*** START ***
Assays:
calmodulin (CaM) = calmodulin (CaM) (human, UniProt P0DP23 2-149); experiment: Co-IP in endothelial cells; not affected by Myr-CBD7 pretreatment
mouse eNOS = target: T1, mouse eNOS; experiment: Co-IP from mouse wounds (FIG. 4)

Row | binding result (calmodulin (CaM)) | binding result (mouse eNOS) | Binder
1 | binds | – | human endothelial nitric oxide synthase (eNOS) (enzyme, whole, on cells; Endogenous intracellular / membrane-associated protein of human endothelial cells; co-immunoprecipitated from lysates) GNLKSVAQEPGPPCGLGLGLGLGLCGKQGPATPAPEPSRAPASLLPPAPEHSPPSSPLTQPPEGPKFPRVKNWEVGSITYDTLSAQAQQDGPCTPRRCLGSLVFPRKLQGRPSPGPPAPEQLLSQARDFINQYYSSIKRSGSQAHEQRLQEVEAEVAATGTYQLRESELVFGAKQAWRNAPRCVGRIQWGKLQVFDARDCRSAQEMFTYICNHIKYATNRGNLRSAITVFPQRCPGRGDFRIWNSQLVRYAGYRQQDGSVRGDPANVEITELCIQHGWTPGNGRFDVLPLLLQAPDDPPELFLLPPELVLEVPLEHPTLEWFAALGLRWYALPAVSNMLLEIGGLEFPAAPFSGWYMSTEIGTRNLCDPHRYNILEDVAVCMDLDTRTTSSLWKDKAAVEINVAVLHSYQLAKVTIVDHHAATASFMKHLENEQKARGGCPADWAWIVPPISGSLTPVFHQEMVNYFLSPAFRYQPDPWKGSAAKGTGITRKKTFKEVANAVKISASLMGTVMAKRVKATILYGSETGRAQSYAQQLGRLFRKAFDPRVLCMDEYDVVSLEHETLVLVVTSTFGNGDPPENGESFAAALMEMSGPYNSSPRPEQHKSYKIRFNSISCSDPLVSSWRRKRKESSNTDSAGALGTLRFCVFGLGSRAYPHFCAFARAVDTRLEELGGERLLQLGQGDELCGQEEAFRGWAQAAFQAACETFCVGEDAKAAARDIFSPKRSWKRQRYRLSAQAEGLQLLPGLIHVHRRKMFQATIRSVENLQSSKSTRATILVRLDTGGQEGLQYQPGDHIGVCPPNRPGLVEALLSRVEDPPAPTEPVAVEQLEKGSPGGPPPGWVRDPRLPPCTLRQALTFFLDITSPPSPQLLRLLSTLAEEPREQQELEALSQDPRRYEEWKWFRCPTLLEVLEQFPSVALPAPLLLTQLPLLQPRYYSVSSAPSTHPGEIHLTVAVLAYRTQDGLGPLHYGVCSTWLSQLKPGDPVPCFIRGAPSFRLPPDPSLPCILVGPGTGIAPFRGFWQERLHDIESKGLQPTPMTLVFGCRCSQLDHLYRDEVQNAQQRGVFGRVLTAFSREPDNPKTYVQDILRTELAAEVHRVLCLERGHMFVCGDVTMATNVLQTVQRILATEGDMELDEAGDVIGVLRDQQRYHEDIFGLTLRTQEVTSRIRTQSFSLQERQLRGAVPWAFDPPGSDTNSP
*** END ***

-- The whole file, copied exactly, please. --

Assays:
calmodulin (CaM) = calmodulin (CaM) (human, UniProt P0DP23 2-149); experiment: Co-IP in endothelial cells; not affected by Myr-CBD7 pretreatment
mouse eNOS = target: T1, mouse eNOS; experiment: Co-IP from mouse wounds (FIG. 4)

Row | binding result (calmodulin (CaM)) | binding result (mouse eNOS) | Binder
1 | binds | – | human endothelial nitric oxide synthase (eNOS) (enzyme, whole, on cells; Endogenous intracellular / membrane-associated protein of human endothelial cells; co-immunoprecipitated from lysates) GNLKSVAQEPGPPCGLGLGLGLGLCGKQGPATPAPEPSRAPASLLPPAPEHSPPSSPLTQPPEGPKFPRVKNWEVGSITYDTLSAQAQQDGPCTPRRCLGSLVFPRKLQGRPSPGPPAPEQLLSQARDFINQYYSSIKRSGSQAHEQRLQEVEAEVAATGTYQLRESELVFGAKQAWRNAPRCVGRIQWGKLQVFDARDCRSAQEMFTYICNHIKYATNRGNLRSAITVFPQRCPGRGDFRIWNSQLVRYAGYRQQDGSVRGDPANVEITELCIQHGWTPGNGRFDVLPLLLQAPDDPPELFLLPPELVLEVPLEHPTLEWFAALGLRWYALPAVSNMLLEIGGLEFPAAPFSGWYMSTEIGTRNLCDPHRYNILEDVAVCMDLDTRTTSSLWKDKAAVEINVAVLHSYQLAKVTIVDHHAATASFMKHLENEQKARGGCPADWAWIVPPISGSLTPVFHQEMVNYFLSPAFRYQPDPWKGSAAKGTGITRKKTFKEVANAVKISASLMGTVMAKRVKATILYGSETGRAQSYAQQLGRLFRKAFDPRVLCMDEYDVVSLEHETLVLVVTSTFGNGDPPENGESFAAALMEMSGPYNSSPRPEQHKSYKIRFNSISCSDPLVSSWRRKRKESSNTDSAGALGTLRFCVFGLGSRAYPHFCAFARAVDTRLEELGGERLLQLGQGDELCGQEEAFRGWAQAAFQAACETFCVGEDAKAAARDIFSPKRSWKRQRYRLSAQAEGLQLLPGLIHVHRRKMFQATIRSVENLQSSKSTRATILVRLDTGGQEGLQYQPGDHIGVCPPNRPGLVEALLSRVEDPPAPTEPVAVEQLEKGSPGGPPPGWVRDPRLPPCTLRQALTFFLDITSPPSPQLLRLLSTLAEEPREQQELEALSQDPRRYEEWKWFRCPTLLEVLEQFPSVALPAPLLLTQLPLLQPRYYSVSSAPSTHPGEIHLTVAVLAYRTQDGLGPLHYGVCSTWLSQLKPGDPVPCFIRGAPSFRLPPDPSLPCILVGPGTGIAPFRGFWQERLHDIESKGLQPTPMTLVFGCRCSQLDHLYRDEVQNAQQRGVFGRVLTAFSREPDNPKTYVQDILRTELAAEVHRVLCLERGHMFVCGDVTMATNVLQTVQRILATEGDMELDEAGDVIGVLRDQQRYHEDIFGLTLRTQEVTSRIRTQSFSLQERQLRGAVPWAFDPPGSDTNSP